Chris Travels – Ottawa to Baja and back
January 25, 2016
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3 Beemer Amigo’s Trip to BMW Riders Association Rally in Harrison, Arkansas

The full credit for all content goes to Fiona Brown who took the time to recount her 2015 trip to Arkansas! To read her whole blog (and I recommend you do!) visit;  



Monday September 21st, 2015: So here’s the thing…3 is an odd number

They say you should never do anything in 3’s but I’m always up for a challenge so next Monday Ivan, Marie-Anne (MA) and I will scramble aboard our 3 BMW bikes in Toronto and make a bee-line for Harrison, Arkansas to attend the 2015 BMW Riders Association rally.

It’s about a 5,000 km round trip, with at least another 1,000 km thrown in for “tootling around the Ozarks”.

With just one week to go planning is finally under way. What can I say, it’s been a busy summer.

Ivan is our route master.
MA is in charge of meals and motels.
And this is my first stab at blogging.

We’ve all done this type of trip before, but as every seasoned motorcyclist knows “It’s the mile ahead that matters most”.

Wednesday September 26th, 2015: When did Motorcycle gloves become so scientific?

In my early biking days (when any bike over 500cc was considered monstrous) it was nigh on impossible to buy women’s motorcycling gloves. Men’s small was the best you could hope for. They always leaked like sieves, and the fingers were way too long (think Edward Scissorhands), but what could you doimage

It’s taken me 3-days to narrow it down to the 4-pairs I’ll be taking to Arkansas. And the winners are…   Clockwise from 1 o’clock:

Vented Die-hards: These are for the warmest days. Mesh back lets the air in. They are wearing well, but there is no end to the semi-permanent black dye that leaches out at every wearing. Bought cheap at a rally. Another of my Mother’s pithy sayings, “Buy cheap, buy dear” haunts me every time I have to scrub my hands clean with a nail brush. Aaaaargh!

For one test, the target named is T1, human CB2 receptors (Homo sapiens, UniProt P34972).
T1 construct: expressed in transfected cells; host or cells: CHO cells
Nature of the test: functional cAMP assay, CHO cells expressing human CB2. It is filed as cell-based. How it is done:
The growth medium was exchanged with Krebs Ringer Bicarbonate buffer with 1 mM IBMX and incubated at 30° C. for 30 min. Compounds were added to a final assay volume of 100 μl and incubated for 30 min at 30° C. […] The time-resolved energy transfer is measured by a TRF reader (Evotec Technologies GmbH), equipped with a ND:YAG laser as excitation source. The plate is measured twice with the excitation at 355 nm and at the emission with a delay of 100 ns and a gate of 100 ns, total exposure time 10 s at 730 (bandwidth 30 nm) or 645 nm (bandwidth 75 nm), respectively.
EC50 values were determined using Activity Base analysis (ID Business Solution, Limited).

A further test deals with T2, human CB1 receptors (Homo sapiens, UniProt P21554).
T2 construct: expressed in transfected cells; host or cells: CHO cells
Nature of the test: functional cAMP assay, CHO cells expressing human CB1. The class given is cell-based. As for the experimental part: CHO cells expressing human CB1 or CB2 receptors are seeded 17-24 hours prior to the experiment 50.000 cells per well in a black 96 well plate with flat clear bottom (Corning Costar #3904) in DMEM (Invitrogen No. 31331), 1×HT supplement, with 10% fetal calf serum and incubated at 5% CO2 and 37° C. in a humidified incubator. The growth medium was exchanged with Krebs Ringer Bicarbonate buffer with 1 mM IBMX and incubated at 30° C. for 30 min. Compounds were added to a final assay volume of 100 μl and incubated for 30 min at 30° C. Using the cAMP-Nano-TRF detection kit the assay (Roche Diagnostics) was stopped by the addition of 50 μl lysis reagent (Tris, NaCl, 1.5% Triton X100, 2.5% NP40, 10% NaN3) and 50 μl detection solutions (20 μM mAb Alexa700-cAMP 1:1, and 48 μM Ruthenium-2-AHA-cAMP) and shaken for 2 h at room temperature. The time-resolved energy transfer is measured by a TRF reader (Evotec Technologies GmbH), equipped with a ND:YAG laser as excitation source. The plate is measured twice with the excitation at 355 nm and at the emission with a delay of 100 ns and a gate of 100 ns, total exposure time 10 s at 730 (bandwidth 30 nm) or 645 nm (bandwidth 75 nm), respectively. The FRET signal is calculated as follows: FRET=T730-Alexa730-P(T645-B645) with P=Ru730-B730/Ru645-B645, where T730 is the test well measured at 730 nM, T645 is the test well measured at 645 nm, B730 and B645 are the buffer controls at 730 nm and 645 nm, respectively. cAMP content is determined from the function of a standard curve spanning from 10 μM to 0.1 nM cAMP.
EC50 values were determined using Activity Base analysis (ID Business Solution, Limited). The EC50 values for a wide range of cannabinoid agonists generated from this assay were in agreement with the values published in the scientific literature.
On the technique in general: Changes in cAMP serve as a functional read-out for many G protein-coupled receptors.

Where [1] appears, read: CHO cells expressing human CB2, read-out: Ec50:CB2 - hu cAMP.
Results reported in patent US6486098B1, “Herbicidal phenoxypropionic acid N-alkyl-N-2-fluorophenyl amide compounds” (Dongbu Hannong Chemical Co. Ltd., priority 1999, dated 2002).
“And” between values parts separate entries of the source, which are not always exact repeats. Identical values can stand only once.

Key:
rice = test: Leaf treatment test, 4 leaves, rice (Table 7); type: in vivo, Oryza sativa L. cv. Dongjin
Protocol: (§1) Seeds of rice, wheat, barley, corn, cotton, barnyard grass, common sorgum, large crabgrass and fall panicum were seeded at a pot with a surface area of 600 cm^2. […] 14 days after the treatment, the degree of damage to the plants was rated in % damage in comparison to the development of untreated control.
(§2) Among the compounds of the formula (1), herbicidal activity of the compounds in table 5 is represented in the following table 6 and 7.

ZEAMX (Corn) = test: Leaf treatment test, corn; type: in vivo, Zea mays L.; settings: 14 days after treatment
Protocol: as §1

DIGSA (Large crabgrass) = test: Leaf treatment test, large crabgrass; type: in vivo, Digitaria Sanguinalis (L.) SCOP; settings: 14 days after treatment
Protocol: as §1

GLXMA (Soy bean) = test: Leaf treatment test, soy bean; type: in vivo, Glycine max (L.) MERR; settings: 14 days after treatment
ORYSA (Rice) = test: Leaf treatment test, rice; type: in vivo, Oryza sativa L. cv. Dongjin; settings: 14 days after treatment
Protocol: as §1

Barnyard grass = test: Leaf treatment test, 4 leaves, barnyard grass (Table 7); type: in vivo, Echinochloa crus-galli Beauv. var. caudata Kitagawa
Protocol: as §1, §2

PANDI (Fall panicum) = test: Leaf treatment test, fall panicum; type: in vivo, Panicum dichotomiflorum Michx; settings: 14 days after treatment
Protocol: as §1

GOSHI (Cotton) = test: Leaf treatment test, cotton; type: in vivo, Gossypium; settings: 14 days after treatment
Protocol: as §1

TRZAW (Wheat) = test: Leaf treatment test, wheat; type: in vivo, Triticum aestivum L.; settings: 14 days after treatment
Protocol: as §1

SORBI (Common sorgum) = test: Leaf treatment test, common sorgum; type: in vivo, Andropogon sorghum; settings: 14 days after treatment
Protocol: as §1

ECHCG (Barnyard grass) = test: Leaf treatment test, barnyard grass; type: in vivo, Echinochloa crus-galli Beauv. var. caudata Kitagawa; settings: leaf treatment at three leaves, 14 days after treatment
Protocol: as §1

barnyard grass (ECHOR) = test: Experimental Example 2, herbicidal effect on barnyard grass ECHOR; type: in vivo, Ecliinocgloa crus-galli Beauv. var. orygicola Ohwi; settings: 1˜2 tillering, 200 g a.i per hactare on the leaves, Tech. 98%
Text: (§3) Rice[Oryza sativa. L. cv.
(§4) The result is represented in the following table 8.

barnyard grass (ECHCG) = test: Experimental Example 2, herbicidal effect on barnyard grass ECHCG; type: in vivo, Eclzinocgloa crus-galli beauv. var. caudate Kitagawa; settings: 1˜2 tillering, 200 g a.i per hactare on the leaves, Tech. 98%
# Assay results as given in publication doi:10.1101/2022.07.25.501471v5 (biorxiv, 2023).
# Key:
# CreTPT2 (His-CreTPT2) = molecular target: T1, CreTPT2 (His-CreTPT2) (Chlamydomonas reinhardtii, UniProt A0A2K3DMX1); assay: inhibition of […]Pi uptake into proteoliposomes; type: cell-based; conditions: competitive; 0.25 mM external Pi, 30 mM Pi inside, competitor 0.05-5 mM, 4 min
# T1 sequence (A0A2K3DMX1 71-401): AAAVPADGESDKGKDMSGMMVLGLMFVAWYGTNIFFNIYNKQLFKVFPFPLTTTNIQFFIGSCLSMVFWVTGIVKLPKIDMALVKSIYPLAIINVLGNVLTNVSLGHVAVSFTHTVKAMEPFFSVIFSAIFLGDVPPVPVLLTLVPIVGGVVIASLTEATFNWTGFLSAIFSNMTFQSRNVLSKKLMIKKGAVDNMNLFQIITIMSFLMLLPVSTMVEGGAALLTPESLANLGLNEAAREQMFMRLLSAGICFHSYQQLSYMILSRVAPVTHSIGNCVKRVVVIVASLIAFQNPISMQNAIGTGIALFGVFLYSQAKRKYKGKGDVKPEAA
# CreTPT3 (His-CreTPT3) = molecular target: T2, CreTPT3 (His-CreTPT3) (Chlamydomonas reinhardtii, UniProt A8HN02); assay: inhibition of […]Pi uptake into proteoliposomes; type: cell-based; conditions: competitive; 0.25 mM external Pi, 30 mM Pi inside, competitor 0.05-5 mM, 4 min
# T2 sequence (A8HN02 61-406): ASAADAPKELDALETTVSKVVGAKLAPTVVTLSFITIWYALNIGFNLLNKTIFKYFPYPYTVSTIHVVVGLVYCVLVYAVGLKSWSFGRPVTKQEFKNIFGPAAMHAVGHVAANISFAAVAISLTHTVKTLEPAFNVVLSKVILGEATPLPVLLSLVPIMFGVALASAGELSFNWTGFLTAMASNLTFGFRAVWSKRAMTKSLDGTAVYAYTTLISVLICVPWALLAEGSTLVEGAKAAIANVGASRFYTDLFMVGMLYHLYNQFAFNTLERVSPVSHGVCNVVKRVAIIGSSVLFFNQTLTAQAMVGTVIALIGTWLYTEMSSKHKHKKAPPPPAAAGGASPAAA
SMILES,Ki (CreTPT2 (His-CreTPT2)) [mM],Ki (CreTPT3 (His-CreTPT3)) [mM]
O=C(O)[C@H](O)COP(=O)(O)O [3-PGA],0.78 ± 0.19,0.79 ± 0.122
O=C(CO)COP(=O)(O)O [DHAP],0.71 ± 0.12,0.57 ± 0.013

The knuckle dusters: Officially the Rev’it Ladies Fly. Warmer than the diehards but still thin leather. Plastic knuckle inserts (not sure how they help?), tiny gel pad on the heel. Only one piece of Velcro so they don’t grab on to everything else you are wearing. Bonus!

BMW Ladies Summer: Not much change out of $200 (my first bike cost less) but worth every penny. Warm, waterproof, supple, perfect fit, handy-dandy visor wiper, and you can still feel the heated grips. Five big shiney stars. I’d buy 10 more pairs tomorrow…if BMW hadn’t replaced them with a “new and improved” version. The new version has a great thick gauntlet that doesn’t fit into the sleeve of any jacket I own. Double Aaaargh…what were they thinking?

Big Mamas: Big thick Rev’it H2O’s, still in the original packaging, and I’m hoping that’s where they’ll stay. If I’m wearing these, chances are we won’t be having much fun. Fingers crossed.


Thursday September 24th, 2015: Fun With Farcles

You think a house is a money pit? Just wait ’til you start farkling a bike. There’s a reason so many Doctors and Lawyers ride Harley’s. They’re the only ones with big enough farkling budgets to do them justice. By comparison (and because they’re so darn fantastic right off the production line!) Beemers are a bit more ‘entry level’ when it comes to farkling. But, make no mistake, it’s still possible to spend a small fortune in the quest for perfection.

In 2013 I swimage farkleapped my fully faired 1987 K100RS for a new R1200R naked Roadster (“The R”). It was a bit of an impulse purchase, as I’d been contemplating hanging up my helmet just the week before. I don’t recall exactly what changed my mind, but thank goodness the God’s of reason were looking out for me.

So, determined to keep the cost “under $20k”, be able to reach the ground with my stubby legs, have somewhere to carry my sandwiches, a shaft drive that I wouldn’t have to grease, and a curb weight that I’d have half a chance of maneuvering in a parking lot I ended up riding home on a low build R with a set of hard bags, and other extras.